New Forest East


Dr Julian Lewis: Is not one of the strangest and most naive arguments which we have heard during the debate on Iraq and al-Qaeda the suggestion that because they have sometimes been politically opposed they could not co-operate in precisely the way my hon. Friend [Richard Spring] has described? Often, a common enemy brings people with diametrically opposing views together. They want to destroy that common enemy, even if they hate each other as well.

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[Liberal Democrat Defence Spokesman, Colin Breed: … In their response to the [Foreign Affairs Select] Committee, the Government claim:

“Disarming Iraq removes the very real and catastrophic threat of international terrorists getting hold of weapons of mass destruction”.

That denies the possibility that the opposite will happen – that terrorists will take the opportunity to lay hands on hidden reserves of such weapons under cover of the fog of war. Why do the Government believe that Saddam Hussein, who has spent so much time, effort and energy in keeping hold of his weapons, might give them up to a terrorist organisation?]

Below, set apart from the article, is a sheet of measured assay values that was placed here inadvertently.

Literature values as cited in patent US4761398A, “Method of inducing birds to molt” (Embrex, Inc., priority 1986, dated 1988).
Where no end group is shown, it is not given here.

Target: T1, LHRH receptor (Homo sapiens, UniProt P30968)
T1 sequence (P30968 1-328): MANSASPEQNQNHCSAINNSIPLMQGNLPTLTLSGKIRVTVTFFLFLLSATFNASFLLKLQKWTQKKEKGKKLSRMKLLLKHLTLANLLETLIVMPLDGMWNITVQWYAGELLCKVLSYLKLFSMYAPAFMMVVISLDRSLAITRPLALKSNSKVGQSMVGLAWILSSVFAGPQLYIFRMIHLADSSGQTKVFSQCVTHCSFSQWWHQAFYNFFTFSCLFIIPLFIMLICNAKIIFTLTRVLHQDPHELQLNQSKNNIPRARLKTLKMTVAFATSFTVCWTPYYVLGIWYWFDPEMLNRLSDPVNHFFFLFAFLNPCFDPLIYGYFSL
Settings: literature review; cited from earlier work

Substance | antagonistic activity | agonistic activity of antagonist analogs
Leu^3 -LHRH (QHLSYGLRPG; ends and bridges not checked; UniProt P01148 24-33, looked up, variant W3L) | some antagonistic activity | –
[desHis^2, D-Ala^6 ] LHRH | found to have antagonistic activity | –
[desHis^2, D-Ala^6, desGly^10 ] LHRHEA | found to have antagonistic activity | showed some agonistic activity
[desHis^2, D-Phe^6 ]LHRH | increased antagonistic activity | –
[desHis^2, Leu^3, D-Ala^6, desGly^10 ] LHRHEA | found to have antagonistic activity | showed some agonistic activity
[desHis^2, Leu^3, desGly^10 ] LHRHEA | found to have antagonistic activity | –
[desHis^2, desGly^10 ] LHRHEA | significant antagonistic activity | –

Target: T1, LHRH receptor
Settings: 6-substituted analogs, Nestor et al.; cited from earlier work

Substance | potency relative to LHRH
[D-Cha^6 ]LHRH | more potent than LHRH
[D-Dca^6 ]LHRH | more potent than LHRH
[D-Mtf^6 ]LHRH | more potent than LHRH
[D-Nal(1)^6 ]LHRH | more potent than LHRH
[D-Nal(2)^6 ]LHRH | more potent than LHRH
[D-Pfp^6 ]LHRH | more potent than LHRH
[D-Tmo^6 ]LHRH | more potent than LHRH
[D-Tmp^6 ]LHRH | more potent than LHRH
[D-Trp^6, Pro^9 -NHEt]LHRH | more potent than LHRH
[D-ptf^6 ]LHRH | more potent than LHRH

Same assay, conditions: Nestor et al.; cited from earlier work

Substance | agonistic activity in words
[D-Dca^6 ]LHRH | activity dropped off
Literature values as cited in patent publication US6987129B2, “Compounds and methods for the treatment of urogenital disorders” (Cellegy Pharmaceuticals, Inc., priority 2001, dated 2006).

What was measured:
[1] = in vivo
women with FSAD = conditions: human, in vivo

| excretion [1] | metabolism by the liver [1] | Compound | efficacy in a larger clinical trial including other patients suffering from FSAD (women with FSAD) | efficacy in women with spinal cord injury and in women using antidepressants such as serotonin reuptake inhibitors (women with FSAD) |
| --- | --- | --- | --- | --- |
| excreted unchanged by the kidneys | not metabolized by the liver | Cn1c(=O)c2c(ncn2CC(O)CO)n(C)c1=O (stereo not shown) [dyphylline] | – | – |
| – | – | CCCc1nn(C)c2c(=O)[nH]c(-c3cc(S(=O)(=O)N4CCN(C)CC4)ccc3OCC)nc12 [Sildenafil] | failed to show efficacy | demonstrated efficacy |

Dr Lewis: It is not a question of Saddam Hussein giving up his weapons of mass destruction to terrorists. If he has retained a large quantity of anthrax, for example, he could easily spare some of it for terrorists, if he wanted to, without giving up the potential to use it himself.

[Mr Breed: I accept that it depends on how much he has. He may retain some and give up some; however, we have yet to determine whether he has any. He has made strenuous efforts not to divulge his weapons and to keep them as secret as he can.]

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Dr Lewis: Surely the distinction is not between nuclear weapons and the other weapons that the hon. Gentleman [Malcolm Savidge] describes but between the lethality of the weapons concerned. Just as there are nuclear weapons that kill many people and mini-nuclear weapons that are not weapons of mass destruction, so ricin is not a weapon of mass destruction, but anthrax is.